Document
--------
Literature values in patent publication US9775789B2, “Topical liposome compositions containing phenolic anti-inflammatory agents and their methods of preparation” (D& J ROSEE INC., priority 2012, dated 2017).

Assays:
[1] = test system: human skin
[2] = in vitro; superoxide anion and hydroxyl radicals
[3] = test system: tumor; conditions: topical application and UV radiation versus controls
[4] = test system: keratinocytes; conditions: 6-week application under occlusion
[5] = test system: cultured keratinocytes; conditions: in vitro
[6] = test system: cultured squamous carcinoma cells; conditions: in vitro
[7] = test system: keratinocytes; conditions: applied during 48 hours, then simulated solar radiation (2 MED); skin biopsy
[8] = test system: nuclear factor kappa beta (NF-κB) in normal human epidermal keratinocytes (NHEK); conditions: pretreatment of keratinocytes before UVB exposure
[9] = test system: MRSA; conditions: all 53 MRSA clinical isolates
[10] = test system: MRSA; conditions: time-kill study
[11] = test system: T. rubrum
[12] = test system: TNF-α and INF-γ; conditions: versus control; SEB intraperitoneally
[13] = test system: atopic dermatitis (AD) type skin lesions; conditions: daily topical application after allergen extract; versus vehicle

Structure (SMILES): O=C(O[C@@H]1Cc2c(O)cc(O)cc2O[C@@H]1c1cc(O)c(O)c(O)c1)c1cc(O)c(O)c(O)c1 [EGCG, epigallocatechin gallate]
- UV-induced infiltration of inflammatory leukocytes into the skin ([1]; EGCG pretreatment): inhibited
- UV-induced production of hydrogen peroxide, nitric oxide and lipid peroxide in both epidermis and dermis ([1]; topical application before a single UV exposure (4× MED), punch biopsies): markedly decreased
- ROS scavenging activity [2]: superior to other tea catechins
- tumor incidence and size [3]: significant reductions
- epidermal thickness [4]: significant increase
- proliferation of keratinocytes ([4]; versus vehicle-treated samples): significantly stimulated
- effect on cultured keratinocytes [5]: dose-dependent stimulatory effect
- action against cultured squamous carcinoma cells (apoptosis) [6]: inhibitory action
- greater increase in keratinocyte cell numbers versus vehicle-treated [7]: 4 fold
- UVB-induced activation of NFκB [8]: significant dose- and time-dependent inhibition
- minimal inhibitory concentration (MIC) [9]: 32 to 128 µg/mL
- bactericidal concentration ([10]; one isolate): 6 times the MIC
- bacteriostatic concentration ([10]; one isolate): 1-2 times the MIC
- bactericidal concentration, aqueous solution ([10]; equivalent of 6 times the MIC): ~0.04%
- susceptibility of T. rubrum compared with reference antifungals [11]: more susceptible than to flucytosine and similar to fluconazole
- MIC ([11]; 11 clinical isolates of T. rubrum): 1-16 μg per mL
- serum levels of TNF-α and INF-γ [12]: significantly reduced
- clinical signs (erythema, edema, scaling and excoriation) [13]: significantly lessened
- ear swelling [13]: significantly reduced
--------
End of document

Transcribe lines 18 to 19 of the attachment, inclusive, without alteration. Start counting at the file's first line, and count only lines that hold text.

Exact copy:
- UV-induced production of hydrogen peroxide, nitric oxide and lipid peroxide in both epidermis and dermis ([1]; topical application before a single UV exposure (4× MED), punch biopsies): markedly decreased
- ROS scavenging activity [2]: superior to other tea catechins